German divers for the environmental group World Wildlife Fund were searching the ocean floor for abandoned nets threatening marine wildlife. What they found instead is a treasured piece of computing history, a World War II-era German Enigma crypto machine, sunk to the bottom of the Baltic Sea to protect its precious technology from Allied forces.
The development of the Enigma Cipher machine and the life-and-death race to crack its code wasn’t just crucial to deciding the outcome of World War II; it ushered in the modern computing age. And because the Enigma’s secure code was a guarded German secret, as Allied forced approached, the military was ordered to destroy them, leaving just 320 of them surviving today, out of the more than 25,000 built for the German army from 1929 through the end of WWII, according to Dan Perera, director of the Enigma Museum.
Today these machines are highly sought after by governments, museums and private collectors, Perera told Threatpost. He added that Enigma machines have sold at auction priced between $190,000 and $270,000.
The WWF dive team was searching Gelding Bay in the Baltic Sea between Germany and Denmark for what they call “ghost nets,” a fishing device which gets hung up on something on the sea floor, harming marine life, Sophos Security explained. One ghost net they found was caught on something lead diver Florian Huber said his colleague described as an “old typewriter,.”
Huber said the Enigma was likely aboard one of 40 submarines sunk in the bay by the German Navy at the end of WWII. “We assume our Enigma went overboard in the course of events,” he told Sophos.
The Enigma was turned over the State Archaeological Office in Schleswig-Holstein where it will undergo a restoration process. Its first stop is back underwater for another year in distilled water to rinse the salt out of the device, Naked Security’s report added.
“Historians generally agree that the reading of secret messages sent by the German using Enigma machines shortened the war by at least two years, saved thousands of lives and deprived the Germans the time they needed to develop an atomic bomb,” Perera said.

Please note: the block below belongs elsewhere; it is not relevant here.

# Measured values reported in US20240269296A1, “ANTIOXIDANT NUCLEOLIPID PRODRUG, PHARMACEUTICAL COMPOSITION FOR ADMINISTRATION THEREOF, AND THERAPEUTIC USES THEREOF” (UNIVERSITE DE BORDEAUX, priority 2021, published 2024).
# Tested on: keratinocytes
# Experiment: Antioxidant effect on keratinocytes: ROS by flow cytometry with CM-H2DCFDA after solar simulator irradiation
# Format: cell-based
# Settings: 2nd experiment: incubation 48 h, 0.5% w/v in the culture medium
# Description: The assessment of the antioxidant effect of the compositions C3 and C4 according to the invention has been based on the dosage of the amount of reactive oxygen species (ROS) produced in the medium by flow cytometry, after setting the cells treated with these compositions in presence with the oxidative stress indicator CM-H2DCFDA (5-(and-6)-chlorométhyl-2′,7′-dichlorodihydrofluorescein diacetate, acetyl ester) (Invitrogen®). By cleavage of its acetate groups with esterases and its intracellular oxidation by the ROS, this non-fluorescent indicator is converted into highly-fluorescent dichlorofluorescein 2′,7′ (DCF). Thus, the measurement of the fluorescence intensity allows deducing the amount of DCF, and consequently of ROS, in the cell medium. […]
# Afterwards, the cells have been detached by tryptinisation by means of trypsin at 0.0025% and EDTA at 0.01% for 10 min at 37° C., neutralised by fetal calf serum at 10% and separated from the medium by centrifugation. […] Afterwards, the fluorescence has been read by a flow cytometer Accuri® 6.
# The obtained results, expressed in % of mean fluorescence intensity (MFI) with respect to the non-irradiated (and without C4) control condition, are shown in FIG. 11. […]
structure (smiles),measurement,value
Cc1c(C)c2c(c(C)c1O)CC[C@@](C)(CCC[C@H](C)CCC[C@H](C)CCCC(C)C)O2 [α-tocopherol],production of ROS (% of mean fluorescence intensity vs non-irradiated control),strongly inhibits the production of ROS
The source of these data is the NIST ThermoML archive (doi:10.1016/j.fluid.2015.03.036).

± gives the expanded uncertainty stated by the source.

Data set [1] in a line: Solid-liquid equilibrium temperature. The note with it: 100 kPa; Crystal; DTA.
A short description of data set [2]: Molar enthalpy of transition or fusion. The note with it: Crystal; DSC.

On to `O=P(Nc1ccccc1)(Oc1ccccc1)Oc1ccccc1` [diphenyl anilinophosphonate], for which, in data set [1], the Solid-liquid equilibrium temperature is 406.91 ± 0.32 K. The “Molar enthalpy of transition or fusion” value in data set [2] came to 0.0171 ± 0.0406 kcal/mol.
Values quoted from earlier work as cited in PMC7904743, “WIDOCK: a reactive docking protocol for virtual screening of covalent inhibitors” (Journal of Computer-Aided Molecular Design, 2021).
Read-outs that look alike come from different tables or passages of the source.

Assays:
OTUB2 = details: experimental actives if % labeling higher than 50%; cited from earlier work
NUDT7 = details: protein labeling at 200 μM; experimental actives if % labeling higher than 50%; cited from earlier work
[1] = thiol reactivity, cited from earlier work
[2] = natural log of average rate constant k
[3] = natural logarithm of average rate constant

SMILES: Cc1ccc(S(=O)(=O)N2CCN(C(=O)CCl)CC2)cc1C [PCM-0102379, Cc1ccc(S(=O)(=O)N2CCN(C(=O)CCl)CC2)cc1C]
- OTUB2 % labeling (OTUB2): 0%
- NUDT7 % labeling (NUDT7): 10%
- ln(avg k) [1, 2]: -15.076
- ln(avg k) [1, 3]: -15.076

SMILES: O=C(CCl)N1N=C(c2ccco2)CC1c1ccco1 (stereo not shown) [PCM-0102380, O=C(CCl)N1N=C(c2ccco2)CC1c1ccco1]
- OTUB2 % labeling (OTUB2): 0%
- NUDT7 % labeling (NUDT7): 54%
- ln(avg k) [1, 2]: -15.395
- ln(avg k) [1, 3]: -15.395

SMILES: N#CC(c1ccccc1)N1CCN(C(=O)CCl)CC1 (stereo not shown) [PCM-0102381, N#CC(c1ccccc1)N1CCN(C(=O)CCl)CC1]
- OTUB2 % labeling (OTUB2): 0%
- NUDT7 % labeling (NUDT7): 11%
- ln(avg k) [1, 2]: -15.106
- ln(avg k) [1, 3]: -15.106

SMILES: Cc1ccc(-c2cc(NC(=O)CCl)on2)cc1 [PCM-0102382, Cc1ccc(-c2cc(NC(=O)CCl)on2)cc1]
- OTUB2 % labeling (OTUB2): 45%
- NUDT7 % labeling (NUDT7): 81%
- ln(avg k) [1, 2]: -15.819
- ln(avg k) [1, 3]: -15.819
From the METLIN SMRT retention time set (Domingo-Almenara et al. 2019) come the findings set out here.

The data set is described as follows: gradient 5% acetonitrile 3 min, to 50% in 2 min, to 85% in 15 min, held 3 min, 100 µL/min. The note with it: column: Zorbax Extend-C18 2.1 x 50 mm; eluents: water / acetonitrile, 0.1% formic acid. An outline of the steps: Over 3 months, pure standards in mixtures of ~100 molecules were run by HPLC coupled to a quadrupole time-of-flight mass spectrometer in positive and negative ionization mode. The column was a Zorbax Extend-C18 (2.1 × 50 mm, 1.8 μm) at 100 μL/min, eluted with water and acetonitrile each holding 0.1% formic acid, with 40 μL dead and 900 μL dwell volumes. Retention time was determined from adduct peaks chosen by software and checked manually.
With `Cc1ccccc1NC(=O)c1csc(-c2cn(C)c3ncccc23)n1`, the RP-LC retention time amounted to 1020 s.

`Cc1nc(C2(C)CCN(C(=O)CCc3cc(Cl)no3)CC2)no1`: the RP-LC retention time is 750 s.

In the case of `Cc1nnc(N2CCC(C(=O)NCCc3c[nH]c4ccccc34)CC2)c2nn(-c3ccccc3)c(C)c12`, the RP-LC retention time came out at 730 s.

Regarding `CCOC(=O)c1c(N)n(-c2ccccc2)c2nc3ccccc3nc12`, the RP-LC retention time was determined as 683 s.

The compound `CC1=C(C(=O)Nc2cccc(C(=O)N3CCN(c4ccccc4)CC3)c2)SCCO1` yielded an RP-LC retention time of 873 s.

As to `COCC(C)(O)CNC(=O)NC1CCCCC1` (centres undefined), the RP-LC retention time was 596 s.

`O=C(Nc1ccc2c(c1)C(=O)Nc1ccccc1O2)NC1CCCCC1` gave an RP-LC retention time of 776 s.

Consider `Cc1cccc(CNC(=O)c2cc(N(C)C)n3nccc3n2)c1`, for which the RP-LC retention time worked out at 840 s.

The Allies, in their efforts to crack the Enigma’s secret code, also pushed technological boundaries.
“The Enigma machine helped birth the computer age,” Perera said. “The first functioning computers were developed as part of the Allied efforts to break the Enigma codes and the codes of other German cipher machines during WWII.”
Turing’s Cybersecurity Legacy
Alan Turing, father of modern computing, invented a computer to crack the Enigma code in 1942 and inspired generations of cryptographers to pick up his work.
“This newly found Enigma is an exciting piece of military and intelligence history,” Rock Holland, security officer and vice president of strategy at Digital Shadows told Threatpost in reaction to the discovery. “The need to crack the Enigma code gave rise to cryptoanalysis, and ultimately modern-day Signals Intelligence. Alan Turing and his colleagues at the historic Bletchley Park helped turned the tide of World War II. The U.K.’s Government Communications Headquarters (GCHQ) and the National Security Agency’s (NSA) origins can be traced to these encryption devices.”
Turning and his team of Bletchley Park codebreakers worked in secret to crack the Enigma code, building on the early work of polish mathematicians. Armed with the code, Turing ultimately developed his own computer, the Bombe. At the height of the war, 211 Bombe machines were built, cracking 3,000 German messages per day, according to the British Times.
The Bombe was an electromechanical device comprised of 36 individual Enigma machines. Each individual Enigma could be programmed to take assigned letters and mimic the encryptor’s 17,500 variable positions until it found a match, BT reported.
“There are rarely stories in last two centuries which have had a greater impact on modern technology and how society perceives it and its protagonists than this one,” Dick Schrader, global vice president at New Net Technologies, told Threatpost about Turing’s legacy, He added that current security professionals are still waging the same battles over encryption today as Turing was against the Enigma during the war.
“Using a programmable device to do the heavy lifting of mathematical operations can surely be seen the first hallmark of computing in modern history,” Schrader said. “Today, cybersecurity is often faced with the very same issues, just that our adversaries are usually not countries (and there’s no war), but we are here and put all our effort into finding technology-based solutions to problems caused by the very same technology used by attackers.”
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